Sixty-two Democrats from Texas are among more than 480 state legislators who have signed a letter to Congress urging leaders from both parties to pass voting rights and campaign finance reform legislation.
The state lawmakers warned that 400 anti-voter bills have been introduced to legislatures across the nation, including in Texas.
“Make no mistake: these unpatriotic attacks on our elections will undermine confidence that elections in America can possibly represent the will of a checked and balanced majority,” lawmakers wrote. “They present a deep threat to our democracy and will lead to material harm to communities that have long been under-represented.”
The lawmakers are pushing for the passage of two major bills that have been passed in the U.S. House but are stalled in the Senate by a defiant Republican minority as well as several moderate Democrats, some more outspoken than others, who do not want to end the Senate’s 60-vote threshold for filibuster-proof votes.
One of the high-priority bills, the John Lewis Voting Rights Act, would restore provisions to the Voting Rights Act of 1965 that were struck down in 2013, forcing states with a history of racist voter suppression to be subject to federal oversight called “preclearance.”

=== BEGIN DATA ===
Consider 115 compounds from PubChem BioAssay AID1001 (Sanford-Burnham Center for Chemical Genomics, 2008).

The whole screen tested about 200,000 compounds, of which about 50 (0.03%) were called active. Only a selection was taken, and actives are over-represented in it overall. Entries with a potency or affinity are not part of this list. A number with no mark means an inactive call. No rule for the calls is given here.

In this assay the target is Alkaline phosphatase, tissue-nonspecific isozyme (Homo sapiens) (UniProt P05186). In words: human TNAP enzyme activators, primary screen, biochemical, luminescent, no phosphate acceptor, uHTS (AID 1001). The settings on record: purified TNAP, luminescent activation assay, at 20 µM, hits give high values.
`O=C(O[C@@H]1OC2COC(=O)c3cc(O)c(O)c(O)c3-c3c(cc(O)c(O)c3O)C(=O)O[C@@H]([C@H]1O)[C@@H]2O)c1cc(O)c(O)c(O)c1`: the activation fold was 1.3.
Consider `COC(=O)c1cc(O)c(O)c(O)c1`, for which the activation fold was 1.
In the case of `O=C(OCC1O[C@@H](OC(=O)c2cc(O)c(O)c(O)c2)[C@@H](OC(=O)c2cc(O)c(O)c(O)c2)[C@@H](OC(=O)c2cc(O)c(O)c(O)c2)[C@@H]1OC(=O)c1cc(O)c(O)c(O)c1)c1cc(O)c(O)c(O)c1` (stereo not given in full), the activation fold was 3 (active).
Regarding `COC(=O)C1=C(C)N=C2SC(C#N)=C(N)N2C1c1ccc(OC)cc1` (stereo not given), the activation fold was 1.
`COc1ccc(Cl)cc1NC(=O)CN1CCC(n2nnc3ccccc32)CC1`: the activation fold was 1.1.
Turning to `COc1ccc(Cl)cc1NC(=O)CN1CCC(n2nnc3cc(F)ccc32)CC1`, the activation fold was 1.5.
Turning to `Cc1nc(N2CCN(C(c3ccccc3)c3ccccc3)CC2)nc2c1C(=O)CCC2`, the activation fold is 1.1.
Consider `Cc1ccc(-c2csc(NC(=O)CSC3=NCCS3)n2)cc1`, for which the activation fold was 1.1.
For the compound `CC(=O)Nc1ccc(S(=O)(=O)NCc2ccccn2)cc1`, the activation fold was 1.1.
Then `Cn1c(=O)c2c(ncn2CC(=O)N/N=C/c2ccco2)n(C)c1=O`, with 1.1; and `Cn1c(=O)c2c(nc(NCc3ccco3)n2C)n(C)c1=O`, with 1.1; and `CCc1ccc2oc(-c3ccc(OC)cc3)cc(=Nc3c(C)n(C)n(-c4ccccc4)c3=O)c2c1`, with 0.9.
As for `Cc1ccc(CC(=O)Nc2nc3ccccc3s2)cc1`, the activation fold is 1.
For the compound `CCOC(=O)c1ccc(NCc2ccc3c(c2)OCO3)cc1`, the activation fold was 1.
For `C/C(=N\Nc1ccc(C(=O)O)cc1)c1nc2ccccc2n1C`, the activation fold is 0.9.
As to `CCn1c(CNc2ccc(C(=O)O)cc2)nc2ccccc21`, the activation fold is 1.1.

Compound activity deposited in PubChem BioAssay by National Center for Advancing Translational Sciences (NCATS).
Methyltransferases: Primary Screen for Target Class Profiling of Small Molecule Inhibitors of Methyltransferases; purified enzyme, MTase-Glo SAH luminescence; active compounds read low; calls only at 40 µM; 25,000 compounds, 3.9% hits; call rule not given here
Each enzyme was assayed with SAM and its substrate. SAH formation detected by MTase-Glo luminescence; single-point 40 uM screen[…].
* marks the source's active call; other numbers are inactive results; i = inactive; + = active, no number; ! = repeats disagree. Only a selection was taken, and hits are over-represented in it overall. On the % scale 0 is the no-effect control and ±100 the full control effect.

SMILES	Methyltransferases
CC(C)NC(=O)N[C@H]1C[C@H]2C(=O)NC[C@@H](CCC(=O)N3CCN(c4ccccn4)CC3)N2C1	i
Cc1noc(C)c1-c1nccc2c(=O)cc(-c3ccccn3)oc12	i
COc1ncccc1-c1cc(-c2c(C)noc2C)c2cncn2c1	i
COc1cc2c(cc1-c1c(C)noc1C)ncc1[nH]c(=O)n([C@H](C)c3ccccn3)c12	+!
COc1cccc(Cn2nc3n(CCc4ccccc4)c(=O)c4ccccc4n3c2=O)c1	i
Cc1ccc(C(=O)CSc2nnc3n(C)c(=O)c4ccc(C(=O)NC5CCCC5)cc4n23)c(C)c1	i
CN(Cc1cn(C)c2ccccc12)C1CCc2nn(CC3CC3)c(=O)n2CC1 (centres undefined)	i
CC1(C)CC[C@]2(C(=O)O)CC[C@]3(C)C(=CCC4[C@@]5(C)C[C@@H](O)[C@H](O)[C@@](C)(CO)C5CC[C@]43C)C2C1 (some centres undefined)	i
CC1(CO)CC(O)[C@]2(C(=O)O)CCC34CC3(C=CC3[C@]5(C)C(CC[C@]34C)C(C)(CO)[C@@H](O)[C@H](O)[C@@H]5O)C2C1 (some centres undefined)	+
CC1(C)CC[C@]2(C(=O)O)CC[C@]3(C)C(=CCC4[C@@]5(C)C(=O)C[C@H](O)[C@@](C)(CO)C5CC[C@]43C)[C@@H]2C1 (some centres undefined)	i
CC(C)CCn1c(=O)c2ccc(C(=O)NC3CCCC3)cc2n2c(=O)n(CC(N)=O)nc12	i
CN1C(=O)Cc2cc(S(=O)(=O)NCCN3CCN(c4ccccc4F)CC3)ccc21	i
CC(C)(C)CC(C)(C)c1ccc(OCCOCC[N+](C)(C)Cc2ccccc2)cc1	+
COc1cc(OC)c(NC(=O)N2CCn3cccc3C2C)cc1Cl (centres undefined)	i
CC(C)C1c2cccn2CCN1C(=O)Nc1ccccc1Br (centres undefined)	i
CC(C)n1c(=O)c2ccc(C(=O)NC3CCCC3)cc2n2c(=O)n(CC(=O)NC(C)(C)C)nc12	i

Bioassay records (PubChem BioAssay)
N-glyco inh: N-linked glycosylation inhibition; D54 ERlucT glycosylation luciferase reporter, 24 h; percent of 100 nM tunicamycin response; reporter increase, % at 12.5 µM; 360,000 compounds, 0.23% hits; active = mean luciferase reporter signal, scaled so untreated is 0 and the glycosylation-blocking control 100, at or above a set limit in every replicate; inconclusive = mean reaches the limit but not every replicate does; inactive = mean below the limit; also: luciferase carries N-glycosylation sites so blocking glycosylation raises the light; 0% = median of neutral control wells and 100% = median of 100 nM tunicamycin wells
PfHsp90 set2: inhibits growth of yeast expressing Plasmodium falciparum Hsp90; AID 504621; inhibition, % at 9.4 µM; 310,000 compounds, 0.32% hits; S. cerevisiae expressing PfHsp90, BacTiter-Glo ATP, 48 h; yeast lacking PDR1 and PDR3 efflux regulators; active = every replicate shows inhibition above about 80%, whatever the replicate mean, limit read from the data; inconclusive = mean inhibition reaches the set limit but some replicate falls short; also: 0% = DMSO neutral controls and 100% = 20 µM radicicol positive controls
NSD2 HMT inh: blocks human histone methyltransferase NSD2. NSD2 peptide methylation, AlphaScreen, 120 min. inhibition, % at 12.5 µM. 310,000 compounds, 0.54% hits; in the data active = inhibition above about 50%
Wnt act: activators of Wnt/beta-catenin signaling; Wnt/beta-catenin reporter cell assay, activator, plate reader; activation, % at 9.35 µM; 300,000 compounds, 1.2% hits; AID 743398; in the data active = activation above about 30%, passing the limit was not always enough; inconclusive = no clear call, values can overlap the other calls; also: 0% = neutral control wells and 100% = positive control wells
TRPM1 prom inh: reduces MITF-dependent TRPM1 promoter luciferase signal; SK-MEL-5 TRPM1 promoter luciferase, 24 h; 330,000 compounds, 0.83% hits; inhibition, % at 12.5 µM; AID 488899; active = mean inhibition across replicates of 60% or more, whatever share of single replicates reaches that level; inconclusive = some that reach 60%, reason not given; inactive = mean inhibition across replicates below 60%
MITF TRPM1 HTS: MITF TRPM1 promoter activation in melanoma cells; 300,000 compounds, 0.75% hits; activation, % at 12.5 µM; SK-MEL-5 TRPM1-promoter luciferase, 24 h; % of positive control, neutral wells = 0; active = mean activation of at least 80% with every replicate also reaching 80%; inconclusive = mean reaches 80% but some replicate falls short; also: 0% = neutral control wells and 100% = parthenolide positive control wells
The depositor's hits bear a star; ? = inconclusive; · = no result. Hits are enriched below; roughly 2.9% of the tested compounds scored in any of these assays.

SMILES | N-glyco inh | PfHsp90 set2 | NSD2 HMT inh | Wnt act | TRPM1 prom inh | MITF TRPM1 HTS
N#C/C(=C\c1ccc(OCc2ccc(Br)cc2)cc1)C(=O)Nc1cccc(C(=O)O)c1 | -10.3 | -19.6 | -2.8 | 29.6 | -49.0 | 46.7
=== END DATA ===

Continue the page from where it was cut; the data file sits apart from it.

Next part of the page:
The other, For the People Act, would overhaul campaign finance laws, go after dark money, and attempt to reduce congressional gerrymandering via independent redistricting commissions.
“We are out of options. We need your help,” the state lawmakers wrote. “We are asking that Congress pass common-sense national standards to strengthen our democracy with the For the People Act while protecting against future attacks on the right to vote with an updated Voting Rights Act, fittingly named after civil rights hero John Lewis.”
“The world is watching,” they concluded. “American democracy is in the balance. When future generations judge whether we rose to this pivotal moment in history, we hope you will be counted alongside us in the fight to preserve this experiment in self-governance.”
Photo: Tom Pennington/Getty Images
Fernando covers Texas politics and government at the Texas Signal. Before joining the Signal, Fernando spent two years at the Houston Chronicle and previously interned at Houston’s NPR station News 88.7. He is a graduate of the University of Houston, Jack J. Valenti School of Communication, and enjoys reading, highlighting things, and arguing on social media. You can follow him on Twitter at @fernramirez93 or email at email@example.com